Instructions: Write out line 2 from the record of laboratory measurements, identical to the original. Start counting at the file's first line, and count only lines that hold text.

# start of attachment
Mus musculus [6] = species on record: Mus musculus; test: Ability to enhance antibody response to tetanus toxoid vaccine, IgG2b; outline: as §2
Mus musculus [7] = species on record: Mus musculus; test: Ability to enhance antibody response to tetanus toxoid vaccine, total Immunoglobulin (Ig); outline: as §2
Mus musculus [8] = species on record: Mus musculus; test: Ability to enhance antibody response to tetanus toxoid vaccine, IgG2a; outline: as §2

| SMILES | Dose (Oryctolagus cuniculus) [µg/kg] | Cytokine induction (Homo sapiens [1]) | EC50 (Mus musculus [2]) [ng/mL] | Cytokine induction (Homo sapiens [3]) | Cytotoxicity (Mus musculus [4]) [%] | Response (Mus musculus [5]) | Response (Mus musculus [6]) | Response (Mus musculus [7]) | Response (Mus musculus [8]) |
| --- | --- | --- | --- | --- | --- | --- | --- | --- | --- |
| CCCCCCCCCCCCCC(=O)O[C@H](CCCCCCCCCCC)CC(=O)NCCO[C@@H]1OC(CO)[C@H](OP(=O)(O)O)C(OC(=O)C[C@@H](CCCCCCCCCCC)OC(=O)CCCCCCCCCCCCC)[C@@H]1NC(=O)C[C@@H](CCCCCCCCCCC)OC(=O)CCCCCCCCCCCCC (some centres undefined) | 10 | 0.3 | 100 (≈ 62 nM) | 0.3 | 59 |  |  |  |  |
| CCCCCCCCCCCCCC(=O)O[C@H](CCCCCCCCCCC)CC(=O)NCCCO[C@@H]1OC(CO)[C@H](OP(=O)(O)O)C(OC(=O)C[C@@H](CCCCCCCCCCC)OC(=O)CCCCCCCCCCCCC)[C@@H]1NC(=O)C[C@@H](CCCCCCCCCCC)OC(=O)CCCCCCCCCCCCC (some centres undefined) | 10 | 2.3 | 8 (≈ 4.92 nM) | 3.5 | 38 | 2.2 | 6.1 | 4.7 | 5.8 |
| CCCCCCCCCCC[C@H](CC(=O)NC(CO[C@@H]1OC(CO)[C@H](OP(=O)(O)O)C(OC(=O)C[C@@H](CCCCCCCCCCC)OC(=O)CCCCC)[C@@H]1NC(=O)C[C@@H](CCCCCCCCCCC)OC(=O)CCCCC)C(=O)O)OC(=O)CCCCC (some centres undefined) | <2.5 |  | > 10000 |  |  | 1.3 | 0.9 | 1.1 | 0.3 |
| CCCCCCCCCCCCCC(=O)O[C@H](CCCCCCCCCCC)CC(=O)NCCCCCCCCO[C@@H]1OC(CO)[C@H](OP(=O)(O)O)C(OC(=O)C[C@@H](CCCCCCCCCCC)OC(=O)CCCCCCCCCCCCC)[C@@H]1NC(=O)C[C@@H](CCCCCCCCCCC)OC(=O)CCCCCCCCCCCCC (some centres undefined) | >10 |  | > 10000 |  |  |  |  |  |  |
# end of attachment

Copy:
Mus musculus [7] = species on record: Mus musculus; test: Ability to enhance antibody response to tetanus toxoid vaccine, total Immunoglobulin (Ig); outline: as §2